17.5 oz = 500g
Pohutukawa – Metrosideros Excels
These sturdy trees grow along New Zealand’s abundant coastlines, often on cliff faces and in rugged outcrops. Given their proximity to the ocean, the trees are often coated in a salt spray from the sea, leading the Maori People to give them the name Pohutukawa, meaning, “drenched in mist”.
The first European settlers to New Zealand referred to the Pohutukawa as the New Zealand Christmas tree, due to its scarlet flowers that bloom at Christmas time. Today the wide spreading canopy of the Pohutukawa provide shelter from the intense summer sun to thousands of New Zealanders, as they enjoy the sand and surf.
The Pohutukawa Tree can grow to a height of 25 meters (approx. 83 feet). The Pohutukawa is a New Zealand native. Its scientific name is “metrosideros excels”, which refers to the hardness of the trees timber, and the height to which it can grow. Metrosideros meaning “iron wood”, and exclesa meaning “high”.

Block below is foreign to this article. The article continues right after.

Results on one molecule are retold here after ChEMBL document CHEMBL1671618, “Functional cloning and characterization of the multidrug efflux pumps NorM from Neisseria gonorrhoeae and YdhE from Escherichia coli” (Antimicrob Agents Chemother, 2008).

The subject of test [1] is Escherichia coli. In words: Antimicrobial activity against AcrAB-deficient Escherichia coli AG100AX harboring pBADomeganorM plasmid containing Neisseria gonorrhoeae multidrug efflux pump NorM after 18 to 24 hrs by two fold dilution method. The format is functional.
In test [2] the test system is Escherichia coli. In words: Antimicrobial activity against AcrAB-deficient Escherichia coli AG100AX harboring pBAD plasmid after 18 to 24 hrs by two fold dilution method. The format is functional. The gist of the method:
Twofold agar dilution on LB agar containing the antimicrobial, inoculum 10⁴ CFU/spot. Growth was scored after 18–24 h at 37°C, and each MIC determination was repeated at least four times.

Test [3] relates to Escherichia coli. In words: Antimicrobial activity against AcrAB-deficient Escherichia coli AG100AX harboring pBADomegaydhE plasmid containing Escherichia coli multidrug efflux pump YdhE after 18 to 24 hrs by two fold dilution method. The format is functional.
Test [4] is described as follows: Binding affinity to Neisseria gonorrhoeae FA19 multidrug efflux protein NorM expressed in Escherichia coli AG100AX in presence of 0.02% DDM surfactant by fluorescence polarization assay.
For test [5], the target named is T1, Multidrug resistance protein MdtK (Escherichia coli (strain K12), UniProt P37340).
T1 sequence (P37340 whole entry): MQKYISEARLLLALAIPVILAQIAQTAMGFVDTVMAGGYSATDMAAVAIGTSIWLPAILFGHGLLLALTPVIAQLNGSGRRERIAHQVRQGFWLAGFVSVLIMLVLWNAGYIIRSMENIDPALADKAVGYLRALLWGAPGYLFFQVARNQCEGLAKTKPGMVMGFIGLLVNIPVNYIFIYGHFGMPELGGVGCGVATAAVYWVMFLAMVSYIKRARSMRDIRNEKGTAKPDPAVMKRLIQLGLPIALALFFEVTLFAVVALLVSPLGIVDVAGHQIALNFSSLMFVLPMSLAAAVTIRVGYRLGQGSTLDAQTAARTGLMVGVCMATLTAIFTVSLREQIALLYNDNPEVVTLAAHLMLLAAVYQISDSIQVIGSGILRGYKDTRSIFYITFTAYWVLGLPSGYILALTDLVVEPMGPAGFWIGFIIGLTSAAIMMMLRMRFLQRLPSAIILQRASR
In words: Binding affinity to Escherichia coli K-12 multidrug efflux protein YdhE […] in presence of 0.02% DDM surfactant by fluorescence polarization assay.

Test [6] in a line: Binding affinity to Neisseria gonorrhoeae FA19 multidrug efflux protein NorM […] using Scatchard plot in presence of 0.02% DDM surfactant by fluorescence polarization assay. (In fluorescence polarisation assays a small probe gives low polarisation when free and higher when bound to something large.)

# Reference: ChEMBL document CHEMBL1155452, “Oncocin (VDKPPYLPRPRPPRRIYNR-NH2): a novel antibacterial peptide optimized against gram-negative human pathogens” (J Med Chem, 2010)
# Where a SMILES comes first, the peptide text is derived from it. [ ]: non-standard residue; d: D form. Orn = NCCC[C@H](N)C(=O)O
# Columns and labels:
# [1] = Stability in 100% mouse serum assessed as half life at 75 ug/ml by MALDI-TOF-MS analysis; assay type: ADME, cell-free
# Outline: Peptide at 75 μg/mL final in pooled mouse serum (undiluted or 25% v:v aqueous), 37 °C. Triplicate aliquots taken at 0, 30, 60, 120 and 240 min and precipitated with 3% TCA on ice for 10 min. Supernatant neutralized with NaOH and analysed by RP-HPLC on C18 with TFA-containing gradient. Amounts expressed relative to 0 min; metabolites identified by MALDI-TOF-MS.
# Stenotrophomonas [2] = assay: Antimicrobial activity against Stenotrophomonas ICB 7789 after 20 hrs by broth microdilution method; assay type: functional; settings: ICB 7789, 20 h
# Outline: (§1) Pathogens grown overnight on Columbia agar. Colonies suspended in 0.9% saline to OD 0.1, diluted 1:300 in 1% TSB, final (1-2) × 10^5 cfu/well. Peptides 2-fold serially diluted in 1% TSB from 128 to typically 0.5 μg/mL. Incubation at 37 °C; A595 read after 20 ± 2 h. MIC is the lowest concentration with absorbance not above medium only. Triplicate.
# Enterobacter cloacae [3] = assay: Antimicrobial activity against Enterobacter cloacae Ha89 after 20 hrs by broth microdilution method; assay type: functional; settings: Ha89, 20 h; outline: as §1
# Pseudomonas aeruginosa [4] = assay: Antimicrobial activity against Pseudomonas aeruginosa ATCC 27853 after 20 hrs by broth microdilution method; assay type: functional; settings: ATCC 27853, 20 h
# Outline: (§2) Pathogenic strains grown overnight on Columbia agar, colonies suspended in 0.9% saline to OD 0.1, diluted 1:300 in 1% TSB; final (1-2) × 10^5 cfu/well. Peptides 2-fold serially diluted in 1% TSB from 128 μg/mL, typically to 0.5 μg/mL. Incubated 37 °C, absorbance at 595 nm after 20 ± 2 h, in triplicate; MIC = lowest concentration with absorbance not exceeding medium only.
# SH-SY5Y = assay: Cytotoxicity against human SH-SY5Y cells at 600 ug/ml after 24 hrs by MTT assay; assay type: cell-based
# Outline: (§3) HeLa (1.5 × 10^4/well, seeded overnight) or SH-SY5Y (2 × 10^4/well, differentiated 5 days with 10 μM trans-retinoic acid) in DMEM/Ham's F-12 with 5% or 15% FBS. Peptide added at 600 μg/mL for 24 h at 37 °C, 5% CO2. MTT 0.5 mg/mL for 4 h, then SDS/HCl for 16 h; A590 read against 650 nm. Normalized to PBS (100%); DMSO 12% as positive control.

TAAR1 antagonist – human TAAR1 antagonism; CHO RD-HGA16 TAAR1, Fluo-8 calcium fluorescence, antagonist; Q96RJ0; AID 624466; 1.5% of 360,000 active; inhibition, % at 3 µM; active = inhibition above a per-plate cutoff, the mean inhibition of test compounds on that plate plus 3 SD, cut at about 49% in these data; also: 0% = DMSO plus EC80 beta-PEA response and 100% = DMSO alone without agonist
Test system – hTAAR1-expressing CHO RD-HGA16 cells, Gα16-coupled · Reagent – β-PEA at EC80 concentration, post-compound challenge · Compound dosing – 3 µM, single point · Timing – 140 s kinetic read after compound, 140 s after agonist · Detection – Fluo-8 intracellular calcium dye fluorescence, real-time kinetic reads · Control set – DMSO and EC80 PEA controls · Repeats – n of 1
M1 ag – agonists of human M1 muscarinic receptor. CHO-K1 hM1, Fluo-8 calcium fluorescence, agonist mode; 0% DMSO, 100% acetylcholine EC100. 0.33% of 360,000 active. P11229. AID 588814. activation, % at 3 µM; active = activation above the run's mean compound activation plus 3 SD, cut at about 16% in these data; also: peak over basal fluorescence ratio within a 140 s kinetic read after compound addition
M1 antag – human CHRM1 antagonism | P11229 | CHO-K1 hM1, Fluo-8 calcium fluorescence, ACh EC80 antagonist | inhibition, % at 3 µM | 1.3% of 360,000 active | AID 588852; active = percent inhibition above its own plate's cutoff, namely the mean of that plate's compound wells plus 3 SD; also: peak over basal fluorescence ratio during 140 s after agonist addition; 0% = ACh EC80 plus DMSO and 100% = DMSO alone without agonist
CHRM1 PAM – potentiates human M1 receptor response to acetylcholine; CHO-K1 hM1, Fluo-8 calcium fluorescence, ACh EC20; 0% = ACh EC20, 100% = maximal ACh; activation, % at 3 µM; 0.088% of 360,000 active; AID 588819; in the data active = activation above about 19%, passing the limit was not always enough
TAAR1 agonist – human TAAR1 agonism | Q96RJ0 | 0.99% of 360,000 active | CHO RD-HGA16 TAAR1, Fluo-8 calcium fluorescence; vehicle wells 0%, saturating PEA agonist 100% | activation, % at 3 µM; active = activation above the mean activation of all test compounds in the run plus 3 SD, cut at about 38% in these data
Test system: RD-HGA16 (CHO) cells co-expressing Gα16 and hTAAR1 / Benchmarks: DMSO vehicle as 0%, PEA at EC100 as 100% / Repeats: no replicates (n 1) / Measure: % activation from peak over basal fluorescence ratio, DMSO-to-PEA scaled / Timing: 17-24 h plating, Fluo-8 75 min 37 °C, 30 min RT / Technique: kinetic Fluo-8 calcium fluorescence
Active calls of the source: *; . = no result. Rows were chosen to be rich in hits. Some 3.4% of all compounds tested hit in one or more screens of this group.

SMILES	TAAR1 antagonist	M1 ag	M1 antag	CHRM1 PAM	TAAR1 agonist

To taste Pohutukawa Honey is truly a treat, as it is one of the rarest honeys in the world today. Pohutukawa Honey has a pale yellow color, a very smooth texture, and could be compared to tasting a little like beeswax, sweet, but not too sweet, with a barely noticeable mild “salty” taste, due to the Pohutukawa’s proximity to the ocean.
Uses for Pohutukawa Honey:
Personally, I spread this incredibly rare, unique and delicious tasting Pohutukawa Honey, harvested from New Zealand’s coast, on homemade braided Swiss breakfast bread called “Zopf”. Every bite is such a delight. Get just 1 jar, and try to describe it yourself, you may become pleasantly “addicted” to it…